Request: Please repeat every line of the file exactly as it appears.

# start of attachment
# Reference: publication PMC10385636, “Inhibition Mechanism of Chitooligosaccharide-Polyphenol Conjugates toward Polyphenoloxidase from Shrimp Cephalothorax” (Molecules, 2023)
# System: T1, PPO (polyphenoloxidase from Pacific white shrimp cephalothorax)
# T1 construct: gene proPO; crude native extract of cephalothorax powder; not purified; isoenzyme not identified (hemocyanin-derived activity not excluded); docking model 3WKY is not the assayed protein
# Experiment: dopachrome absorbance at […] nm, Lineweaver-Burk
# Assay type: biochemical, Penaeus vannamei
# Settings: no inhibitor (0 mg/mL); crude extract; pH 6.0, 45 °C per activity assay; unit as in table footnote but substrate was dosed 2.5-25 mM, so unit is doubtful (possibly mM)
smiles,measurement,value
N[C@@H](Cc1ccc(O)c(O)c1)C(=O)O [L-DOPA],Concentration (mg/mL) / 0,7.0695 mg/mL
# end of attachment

# Reference: publication PMC10385636, “Inhibition Mechanism of Chitooligosaccharide-Polyphenol Conjugates toward Polyphenoloxidase from Shrimp Cephalothorax” (Molecules, 2023)
# System: T1, PPO (polyphenoloxidase from Pacific white shrimp cephalothorax)
# T1 construct: gene proPO; crude native extract of cephalothorax powder; not purified; isoenzyme not identified (hemocyanin-derived activity not excluded); docking model 3WKY is not the assayed protein
# Experiment: dopachrome absorbance at […] nm, Lineweaver-Burk
# Assay type: biochemical, Penaeus vannamei
# Settings: no inhibitor (0 mg/mL); crude extract; pH 6.0, 45 °C per activity assay; unit as in table footnote but substrate was dosed 2.5-25 mM, so unit is doubtful (possibly mM)
smiles,measurement,value
N[C@@H](Cc1ccc(O)c(O)c1)C(=O)O [L-DOPA],Concentration (mg/mL) / 0,7.0695 mg/mL